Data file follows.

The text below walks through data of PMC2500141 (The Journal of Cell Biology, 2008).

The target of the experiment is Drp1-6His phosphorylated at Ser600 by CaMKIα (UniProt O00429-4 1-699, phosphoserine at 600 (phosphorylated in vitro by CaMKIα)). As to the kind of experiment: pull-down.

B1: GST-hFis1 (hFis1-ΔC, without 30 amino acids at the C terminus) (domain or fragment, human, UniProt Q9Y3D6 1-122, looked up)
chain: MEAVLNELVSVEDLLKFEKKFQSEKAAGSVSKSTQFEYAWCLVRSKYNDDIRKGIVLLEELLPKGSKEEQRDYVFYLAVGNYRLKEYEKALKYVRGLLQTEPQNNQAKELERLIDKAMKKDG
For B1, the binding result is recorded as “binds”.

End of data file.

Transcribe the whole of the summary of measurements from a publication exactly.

The text below walks through data of PMC2500141 (The Journal of Cell Biology, 2008).

The target of the experiment is Drp1-6His phosphorylated at Ser600 by CaMKIα (UniProt O00429-4 1-699, phosphoserine at 600 (phosphorylated in vitro by CaMKIα)). As to the kind of experiment: pull-down.

B1: GST-hFis1 (hFis1-ΔC, without 30 amino acids at the C terminus) (domain or fragment, human, UniProt Q9Y3D6 1-122, looked up)
chain: MEAVLNELVSVEDLLKFEKKFQSEKAAGSVSKSTQFEYAWCLVRSKYNDDIRKGIVLLEELLPKGSKEEQRDYVFYLAVGNYRLKEYEKALKYVRGLLQTEPQNNQAKELERLIDKAMKKDG
For B1, the binding result is recorded as “binds”.